ETI’s Martin Buttle reports on our annual meeting on Turkey’s garment and footwear sector and the challenges Turkey’s industry and workers face.
Here’s what ETI believes.
Local coalitions – platforms of interested parties – are a key mechanism in finding solutions to local problems.
Turkey’s footwear and garment sector is a case in point.
As we have pointed out previously, Turkey is a fast fashion hub where its ability to produce fashion quickly is part of its USP.
Yet this can result in cutting corners. Particularly, as over the last six years, Turkey has had to absorb three million Syrian refugees.
Many are working in the footwear and garment sector and are hugely vulnerable to exploitation.
That needs to be acknowledged.
But we also must acknowledge what is being done to safeguard workers – both Syrian and Turkish – as was discussed at our Turkey platform 2018 annual meeting.
Strengthening the garment sector
ETI facilitates an apparel and textiles platform in Turkey which aims to strengthen the garment sector’s ability to implement the UN’s General Principles on Business and Human Rights.
Since its inauguration in 2016, it now reaches 30 brands and retailers, employer associations, trade unions and civil society as well as thousands of factories. Its steering group includes important industry voices including ITKIB, TTSIS and TGSD and it has wide-ranging industry and governmental support.
As part of the platform’s operating principles, it meets every year to assess progress and plan for the future.
This year’s meeting in Istanbul attracted delegates from business (local and international) trade unions and civil society as well as government representatives.
They heard that three working groups have been established made up of ETI member brands, employers’ associations, trade unions and NGOs.
Those groups raise business and human rights awareness, promote workplace social dialogue, and address the root causes of any human rights issues.
Over the last year (in addition to progress which has been reported in earlier blogs and on our programme webpages) we have seen:
- Workshops organised for supplier factories (in collaboration with the IMPR/UNHCR) on the needs of Syrian refugees, what constitutes illegal work and obtaining legal work permits.
- The production of a guide to buying responsibly, preparatory research for a planned study on purchasing practices and activities coordinated with ACT (Action, Collaboration, Transformation) around paying living wages.
- Training on workplace social dialogue delivered to supplier factories nominated by ETI member brands, and worker representative systems introduced.
Many steps forward
It is obvious that Turkey is already many steps forward from where it was a year ago.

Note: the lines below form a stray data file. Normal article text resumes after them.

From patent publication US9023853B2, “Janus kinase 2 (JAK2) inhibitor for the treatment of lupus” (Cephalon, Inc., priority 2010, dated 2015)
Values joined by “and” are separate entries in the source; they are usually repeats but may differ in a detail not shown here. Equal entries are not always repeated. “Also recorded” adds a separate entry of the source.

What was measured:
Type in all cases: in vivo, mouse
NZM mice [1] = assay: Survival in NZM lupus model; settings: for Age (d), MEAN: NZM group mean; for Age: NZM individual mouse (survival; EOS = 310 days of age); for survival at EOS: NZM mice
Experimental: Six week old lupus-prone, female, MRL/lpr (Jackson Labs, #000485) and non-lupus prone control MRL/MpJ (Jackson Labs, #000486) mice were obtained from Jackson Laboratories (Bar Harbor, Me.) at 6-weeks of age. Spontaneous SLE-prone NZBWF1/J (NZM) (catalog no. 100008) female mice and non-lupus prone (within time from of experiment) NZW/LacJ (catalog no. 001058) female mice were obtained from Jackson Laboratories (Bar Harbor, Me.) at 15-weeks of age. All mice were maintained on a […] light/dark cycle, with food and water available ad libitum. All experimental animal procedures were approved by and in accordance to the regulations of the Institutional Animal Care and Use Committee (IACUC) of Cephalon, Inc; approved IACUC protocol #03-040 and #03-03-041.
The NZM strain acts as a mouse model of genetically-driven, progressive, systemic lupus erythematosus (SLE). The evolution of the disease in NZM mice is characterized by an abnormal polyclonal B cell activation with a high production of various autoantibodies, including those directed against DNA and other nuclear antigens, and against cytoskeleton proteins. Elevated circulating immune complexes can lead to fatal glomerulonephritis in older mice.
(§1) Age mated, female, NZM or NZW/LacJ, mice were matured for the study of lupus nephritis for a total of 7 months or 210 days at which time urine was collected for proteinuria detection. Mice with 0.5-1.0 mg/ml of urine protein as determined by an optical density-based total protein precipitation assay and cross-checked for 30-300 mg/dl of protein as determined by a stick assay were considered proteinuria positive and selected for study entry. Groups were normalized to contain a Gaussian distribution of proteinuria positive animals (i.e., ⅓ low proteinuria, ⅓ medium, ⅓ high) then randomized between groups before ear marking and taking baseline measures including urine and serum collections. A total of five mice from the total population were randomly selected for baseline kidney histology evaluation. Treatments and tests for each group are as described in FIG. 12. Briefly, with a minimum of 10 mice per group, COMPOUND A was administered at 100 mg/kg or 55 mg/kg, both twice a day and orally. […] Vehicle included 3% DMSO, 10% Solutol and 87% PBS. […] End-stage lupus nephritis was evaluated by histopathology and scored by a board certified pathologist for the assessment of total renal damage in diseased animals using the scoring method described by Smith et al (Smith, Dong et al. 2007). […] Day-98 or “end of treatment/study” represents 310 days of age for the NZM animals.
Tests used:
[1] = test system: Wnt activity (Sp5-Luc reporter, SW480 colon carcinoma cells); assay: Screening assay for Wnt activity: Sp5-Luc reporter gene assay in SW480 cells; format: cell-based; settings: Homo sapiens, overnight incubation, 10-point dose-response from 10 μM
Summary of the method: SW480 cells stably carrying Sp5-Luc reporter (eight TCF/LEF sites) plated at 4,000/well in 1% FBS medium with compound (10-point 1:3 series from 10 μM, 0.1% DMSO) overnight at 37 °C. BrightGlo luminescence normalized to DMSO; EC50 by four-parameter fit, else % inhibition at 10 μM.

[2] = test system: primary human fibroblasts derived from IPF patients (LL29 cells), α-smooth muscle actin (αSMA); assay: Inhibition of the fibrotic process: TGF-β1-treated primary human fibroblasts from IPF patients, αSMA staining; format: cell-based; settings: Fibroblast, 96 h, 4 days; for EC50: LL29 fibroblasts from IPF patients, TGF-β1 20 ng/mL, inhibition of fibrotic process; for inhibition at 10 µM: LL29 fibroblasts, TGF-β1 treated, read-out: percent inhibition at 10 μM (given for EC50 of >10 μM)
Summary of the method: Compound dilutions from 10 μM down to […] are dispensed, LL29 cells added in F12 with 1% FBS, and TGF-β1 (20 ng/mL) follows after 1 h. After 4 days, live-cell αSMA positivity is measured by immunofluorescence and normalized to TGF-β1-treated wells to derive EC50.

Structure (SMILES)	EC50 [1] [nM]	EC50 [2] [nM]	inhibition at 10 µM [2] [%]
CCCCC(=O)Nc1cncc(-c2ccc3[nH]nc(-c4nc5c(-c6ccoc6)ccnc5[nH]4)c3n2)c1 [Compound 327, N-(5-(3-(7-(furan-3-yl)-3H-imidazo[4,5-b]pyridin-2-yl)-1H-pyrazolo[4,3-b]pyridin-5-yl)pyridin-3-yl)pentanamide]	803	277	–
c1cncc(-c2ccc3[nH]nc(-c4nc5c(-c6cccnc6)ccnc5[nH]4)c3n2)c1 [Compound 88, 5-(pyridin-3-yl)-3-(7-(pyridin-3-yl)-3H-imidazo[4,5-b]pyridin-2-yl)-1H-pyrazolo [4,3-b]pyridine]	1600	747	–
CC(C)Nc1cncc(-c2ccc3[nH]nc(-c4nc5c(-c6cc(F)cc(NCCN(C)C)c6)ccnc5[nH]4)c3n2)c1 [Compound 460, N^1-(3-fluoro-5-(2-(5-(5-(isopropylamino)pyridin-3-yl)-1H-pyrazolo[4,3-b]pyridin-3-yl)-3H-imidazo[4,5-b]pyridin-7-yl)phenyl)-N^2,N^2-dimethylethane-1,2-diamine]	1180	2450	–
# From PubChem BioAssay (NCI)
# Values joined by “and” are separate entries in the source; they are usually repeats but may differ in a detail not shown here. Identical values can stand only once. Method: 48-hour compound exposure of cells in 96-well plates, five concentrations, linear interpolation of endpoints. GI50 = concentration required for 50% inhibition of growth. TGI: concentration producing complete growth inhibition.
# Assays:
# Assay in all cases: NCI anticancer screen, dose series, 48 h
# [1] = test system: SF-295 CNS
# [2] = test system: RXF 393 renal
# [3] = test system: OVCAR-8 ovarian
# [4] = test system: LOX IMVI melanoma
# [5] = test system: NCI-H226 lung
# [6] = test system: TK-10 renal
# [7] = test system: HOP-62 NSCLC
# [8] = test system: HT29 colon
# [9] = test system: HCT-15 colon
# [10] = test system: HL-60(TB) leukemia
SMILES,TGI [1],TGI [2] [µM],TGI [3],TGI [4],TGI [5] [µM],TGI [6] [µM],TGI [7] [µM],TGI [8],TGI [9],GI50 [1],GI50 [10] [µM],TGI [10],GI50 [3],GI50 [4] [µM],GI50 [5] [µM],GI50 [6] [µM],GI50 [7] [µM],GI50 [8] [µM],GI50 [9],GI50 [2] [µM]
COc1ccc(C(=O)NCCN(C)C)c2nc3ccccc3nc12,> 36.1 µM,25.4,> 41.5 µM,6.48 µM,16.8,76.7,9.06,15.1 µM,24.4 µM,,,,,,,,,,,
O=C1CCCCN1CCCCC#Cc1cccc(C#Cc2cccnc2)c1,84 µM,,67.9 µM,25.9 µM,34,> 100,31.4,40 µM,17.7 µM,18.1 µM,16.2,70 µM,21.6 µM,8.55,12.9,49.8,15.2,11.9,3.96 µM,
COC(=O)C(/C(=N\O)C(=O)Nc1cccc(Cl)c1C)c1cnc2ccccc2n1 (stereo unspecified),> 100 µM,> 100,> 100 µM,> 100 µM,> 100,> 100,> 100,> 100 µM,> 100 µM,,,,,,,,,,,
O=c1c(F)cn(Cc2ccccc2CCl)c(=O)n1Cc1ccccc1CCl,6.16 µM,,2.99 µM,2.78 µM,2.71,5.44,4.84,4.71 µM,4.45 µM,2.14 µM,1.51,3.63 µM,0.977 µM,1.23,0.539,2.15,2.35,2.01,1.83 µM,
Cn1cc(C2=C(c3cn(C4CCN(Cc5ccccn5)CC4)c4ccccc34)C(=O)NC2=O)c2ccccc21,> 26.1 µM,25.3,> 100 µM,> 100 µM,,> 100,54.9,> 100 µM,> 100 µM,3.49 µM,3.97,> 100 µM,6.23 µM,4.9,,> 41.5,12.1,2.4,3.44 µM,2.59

The government, for example, has introduced a temporary protection regime for Syrian refugees.
It is driving forward work permit legislation and is building the capacity of institutions, businesses and of Syrian workers themselves to work legally in Turkey.
The ETI facilitated Platform has recognised that any initiative towards Syrian workers should take into account the situation of Turkish workers as well as the specifics of the Turkish labour market and it is addressing key issues that rightly sit with businesses themselves to take forward.
But I would be remiss if I didn’t concede that challenges remain and all stakeholders, including ETI, must continue to cooperate.
As discussed at the meeting, these challenges include collaborating around issues such as audits (they’re essential but there is huge debate about their true worth and whether then can be streamlined), addressing structural problems within the industry itself (Turkey has 52,000 garment manufacturers with the vast majority employing less than 49 workers) and improving the ability and effectiveness of unions.
Very specifically, we know that transparency in the lower tiers of supply chains, particularly within subcontracting units, remains a challenge and one that must be addressed.
A detailed report on the day’s discussions is available and we’ll be taking forward several of the ideas raised.
What’s clear is that Turkey is a regional powerhouse.
Its garment industry has the potential to become an architype for good practice – particularly around refugee working – providing gaps can be filled.
That’s why, over the next three years, our aim is to bring the industry together and bring more factories on board to address ingrained issues.
Importantly, we will build consensus on how to scale up efforts and support the growth of a high quality industry that meets international expectations around business and human rights.
If companies or organisations would like to join the Turkey Platform email firstname.lastname@example.org.